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 The head of a grizzly bear poking out of the water with a salmon in his mouth

Salmon Carnivore Project

How do salmon declines affect coastal bears? And how much salmon biomass is required to sustain terrestrial species? These are questions many are asking in light of the increasing number of salmon runs that fail to return as expected to fall spawning streams.

A grizzly stands and looks at a dead salmon

Raincoast scientists directly address this question with the Salmon Carnivore Program, part of our larger Salmon for Wildlife Initiative. Referenced against a backdrop of historical and contemporary declines in coastal salmon runs, we suspect that bears and wolves now receive a fraction of the salmon they once did.

Using hair collected from (non-invasive) fur snagging stations, we use DNA and isotopes to track bear numbers, estimate how much salmon coastal grizzlies are consuming and elucidate the relationship between salmon and bear numbers. We use hormonal assays to give us information about potential stress, reproductive activity and protein deprivation bears might show in response to poor salmon returns.

Current thinking in conservation science instructs salmon management to include the bears, wolves and other wildlife that have an evolutionary reliance on the annual pulse of nutrients and energy delivered via spawning salmon. Even the Department of Fisheries and Oceans Canada’s Wild Salmon Policy recognizes the need for management to transcend salmon ‘production’ alone and consider the needs of terrestrial species.

A close up of a grizzly eating a salmon with his paws

For this policy to be meaningful however, it requires fisheries managers to consider bears and wildlife by lowering catches and allowing more salmon to reach the rivers to spawn. Currently, humans engage in what ecologists call ‘exploitative competition’ – we capture salmon en route to spawning grounds before they can reach awaiting carnivores. Even salmon runs that spawn in protected watersheds and parks are subjected to exploitation by commercial fisheries at levels as high as 80 percent. Often, these parks were created to protect species such as grizzlies, black bears and wolves. As such, we suspect that grizzly bears in particular, receive a fraction of the salmon they are used to, which ultimately manifests in population declines. Not by ‘die-offs’ as some have speculated, but through repeated years of low birth rates. Download the paper Salmon for Parks (PDF) published in the journal Conservation Letters, October 2010.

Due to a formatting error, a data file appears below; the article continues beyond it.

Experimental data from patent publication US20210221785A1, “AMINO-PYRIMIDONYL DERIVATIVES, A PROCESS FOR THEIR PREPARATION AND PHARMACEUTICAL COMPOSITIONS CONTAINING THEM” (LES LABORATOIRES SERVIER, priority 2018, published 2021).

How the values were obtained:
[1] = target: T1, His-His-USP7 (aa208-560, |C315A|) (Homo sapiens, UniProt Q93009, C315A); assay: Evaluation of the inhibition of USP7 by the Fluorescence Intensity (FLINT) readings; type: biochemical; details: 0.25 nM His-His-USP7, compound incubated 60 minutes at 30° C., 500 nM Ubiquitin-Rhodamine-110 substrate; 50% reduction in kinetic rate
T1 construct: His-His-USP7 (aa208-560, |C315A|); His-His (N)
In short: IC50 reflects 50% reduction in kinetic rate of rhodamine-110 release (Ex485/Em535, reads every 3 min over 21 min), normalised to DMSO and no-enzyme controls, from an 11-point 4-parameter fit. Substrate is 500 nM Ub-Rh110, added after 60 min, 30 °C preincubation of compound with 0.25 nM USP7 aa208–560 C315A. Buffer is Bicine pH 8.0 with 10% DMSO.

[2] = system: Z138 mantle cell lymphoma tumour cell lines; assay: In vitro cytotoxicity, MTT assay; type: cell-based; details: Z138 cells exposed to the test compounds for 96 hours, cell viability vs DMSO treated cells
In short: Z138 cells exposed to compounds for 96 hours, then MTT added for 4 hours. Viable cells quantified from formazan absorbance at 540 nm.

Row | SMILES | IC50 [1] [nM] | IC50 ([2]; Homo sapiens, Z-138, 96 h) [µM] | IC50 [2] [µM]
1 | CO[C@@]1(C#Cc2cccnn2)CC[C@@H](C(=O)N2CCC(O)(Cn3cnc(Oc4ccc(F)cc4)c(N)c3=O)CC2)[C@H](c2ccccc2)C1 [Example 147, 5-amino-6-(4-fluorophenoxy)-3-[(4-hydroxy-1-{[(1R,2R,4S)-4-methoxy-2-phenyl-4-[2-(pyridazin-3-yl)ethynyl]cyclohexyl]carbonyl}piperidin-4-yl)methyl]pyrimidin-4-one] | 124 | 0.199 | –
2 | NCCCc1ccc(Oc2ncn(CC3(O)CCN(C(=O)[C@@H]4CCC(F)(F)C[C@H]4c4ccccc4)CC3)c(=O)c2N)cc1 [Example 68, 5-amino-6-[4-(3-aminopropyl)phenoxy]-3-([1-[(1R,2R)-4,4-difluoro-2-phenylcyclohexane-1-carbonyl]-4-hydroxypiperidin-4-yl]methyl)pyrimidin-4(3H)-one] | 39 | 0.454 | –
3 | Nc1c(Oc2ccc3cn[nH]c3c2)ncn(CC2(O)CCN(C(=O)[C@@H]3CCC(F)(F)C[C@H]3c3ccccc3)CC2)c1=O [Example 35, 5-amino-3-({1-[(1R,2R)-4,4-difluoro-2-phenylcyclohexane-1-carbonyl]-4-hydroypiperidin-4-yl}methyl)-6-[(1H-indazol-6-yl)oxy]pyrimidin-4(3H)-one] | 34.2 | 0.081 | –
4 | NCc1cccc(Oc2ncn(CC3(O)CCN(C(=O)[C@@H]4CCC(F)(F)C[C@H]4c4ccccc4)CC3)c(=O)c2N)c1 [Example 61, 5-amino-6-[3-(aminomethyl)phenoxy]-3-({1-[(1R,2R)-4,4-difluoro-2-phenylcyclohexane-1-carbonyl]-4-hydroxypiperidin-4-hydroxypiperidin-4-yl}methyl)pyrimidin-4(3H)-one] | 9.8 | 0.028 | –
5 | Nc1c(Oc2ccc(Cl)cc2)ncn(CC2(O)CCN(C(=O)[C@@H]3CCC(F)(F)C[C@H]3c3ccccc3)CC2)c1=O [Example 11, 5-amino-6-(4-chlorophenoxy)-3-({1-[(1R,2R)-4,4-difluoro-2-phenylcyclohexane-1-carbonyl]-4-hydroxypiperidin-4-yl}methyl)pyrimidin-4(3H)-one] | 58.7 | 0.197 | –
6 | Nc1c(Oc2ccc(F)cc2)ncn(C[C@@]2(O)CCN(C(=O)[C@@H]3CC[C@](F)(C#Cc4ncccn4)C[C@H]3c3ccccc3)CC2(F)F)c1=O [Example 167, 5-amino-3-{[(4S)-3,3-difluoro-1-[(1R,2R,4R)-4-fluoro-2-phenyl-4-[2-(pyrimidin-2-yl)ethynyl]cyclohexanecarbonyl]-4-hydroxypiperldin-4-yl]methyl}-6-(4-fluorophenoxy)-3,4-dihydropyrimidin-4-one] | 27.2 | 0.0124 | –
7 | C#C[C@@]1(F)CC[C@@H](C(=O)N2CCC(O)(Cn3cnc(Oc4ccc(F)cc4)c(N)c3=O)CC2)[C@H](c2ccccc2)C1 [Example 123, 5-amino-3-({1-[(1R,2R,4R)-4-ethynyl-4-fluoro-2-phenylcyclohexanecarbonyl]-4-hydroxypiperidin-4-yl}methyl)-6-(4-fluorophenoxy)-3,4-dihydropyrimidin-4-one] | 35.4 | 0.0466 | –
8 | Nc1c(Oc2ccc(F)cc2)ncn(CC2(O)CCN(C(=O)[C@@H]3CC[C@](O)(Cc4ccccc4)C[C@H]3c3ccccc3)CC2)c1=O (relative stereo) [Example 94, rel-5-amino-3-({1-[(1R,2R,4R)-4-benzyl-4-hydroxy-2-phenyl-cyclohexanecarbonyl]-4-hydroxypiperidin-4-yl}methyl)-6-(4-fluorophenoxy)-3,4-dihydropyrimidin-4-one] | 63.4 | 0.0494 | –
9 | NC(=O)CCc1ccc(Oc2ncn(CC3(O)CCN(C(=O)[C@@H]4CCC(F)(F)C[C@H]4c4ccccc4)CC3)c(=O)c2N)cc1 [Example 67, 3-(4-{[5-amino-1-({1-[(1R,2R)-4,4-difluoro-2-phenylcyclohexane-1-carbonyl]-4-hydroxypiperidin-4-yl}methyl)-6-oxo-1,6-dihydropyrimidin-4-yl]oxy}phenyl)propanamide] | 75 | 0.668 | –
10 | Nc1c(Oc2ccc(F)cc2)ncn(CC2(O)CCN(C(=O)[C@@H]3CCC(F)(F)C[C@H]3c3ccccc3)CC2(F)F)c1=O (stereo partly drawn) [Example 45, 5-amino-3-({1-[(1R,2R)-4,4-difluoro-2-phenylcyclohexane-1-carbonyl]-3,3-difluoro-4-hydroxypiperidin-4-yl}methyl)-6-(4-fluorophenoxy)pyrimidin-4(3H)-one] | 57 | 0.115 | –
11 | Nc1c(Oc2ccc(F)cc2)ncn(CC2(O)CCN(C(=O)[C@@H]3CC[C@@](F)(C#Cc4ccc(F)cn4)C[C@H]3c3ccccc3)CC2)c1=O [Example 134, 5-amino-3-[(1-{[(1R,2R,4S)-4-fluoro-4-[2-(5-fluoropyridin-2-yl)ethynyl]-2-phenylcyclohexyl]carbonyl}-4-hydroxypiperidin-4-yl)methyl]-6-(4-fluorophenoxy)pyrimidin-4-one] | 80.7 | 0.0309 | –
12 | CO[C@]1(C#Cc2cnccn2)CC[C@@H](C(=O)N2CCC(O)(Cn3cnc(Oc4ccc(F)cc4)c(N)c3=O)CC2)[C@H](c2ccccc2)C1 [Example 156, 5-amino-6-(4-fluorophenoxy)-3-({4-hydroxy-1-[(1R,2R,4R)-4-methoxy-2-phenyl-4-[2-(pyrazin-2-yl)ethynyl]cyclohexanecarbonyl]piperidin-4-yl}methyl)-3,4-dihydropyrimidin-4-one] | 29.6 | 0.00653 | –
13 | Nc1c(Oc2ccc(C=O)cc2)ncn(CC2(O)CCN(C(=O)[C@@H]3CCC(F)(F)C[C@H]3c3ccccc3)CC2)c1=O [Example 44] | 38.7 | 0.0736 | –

In some areas, we also believe it is time to establish truly protected salmon runs – runs that would be managed solely for their importance to wildlife and ecosystems. This would allow salmon to return to spawning grounds without encountering the nets of the Pacific salmon fleet. And those fish would then spawn in rivers that flow naturally without their watersheds logged, developed or otherwise impaired.

Of course, it is not just fishing nets that rob bears and other wildlife of their energy needs. Fish farms, climate change, habitat loss, fresh water withdrawals, changing ocean conditions and processes, and more all influence salmon abundance. Many of these impacts are hard to predict, are indirectly related to salmon abundance, or require complex solutions. In contrast, reducing or eliminating exploitation – on at least some runs – is straightforward and would have an immediate and direct positive effect on coastal wildlife.